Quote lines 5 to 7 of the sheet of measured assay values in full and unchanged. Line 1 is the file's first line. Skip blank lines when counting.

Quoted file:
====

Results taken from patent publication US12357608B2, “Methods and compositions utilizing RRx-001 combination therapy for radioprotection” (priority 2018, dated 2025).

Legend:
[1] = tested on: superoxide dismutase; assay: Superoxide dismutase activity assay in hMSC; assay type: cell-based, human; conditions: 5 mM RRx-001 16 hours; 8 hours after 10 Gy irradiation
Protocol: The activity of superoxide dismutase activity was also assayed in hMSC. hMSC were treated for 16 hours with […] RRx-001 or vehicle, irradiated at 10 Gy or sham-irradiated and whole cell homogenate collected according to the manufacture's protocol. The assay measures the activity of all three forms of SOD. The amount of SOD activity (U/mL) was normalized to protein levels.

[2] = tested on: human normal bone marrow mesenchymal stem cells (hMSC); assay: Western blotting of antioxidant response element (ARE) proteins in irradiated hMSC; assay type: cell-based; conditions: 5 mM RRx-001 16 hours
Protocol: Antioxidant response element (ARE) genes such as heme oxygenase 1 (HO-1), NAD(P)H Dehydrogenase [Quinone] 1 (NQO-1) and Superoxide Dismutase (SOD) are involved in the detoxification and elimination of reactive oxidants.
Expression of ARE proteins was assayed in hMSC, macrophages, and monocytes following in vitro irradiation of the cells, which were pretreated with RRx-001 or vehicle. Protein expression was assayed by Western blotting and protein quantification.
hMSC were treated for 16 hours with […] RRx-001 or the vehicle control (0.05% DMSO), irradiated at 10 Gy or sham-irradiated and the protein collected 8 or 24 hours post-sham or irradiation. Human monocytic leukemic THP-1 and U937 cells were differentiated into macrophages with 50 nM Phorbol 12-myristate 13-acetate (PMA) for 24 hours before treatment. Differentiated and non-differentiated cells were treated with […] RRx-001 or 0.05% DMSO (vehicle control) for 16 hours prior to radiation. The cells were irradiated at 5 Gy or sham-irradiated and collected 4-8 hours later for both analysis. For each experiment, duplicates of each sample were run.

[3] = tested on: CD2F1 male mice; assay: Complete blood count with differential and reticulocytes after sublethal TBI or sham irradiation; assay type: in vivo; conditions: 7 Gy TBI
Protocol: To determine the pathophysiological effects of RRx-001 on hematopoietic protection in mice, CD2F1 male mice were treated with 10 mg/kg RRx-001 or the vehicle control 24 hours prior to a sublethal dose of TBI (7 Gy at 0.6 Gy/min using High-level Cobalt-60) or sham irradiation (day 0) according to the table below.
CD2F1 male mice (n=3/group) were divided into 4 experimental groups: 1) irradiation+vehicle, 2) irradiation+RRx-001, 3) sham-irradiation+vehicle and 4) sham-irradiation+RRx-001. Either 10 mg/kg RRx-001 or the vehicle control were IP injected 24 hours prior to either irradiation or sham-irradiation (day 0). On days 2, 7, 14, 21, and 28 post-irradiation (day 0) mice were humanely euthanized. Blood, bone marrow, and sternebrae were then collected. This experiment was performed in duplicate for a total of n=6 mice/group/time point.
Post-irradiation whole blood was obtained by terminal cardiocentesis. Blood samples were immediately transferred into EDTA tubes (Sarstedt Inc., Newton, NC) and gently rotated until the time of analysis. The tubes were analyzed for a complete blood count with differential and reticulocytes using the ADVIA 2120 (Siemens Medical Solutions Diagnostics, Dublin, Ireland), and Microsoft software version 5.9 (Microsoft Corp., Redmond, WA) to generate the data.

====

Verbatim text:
[2] = tested on: human normal bone marrow mesenchymal stem cells (hMSC); assay: Western blotting of antioxidant response element (ARE) proteins in irradiated hMSC; assay type: cell-based; conditions: 5 mM RRx-001 16 hours
Protocol: Antioxidant response element (ARE) genes such as heme oxygenase 1 (HO-1), NAD(P)H Dehydrogenase [Quinone] 1 (NQO-1) and Superoxide Dismutase (SOD) are involved in the detoxification and elimination of reactive oxidants.
Expression of ARE proteins was assayed in hMSC, macrophages, and monocytes following in vitro irradiation of the cells, which were pretreated with RRx-001 or vehicle. Protein expression was assayed by Western blotting and protein quantification.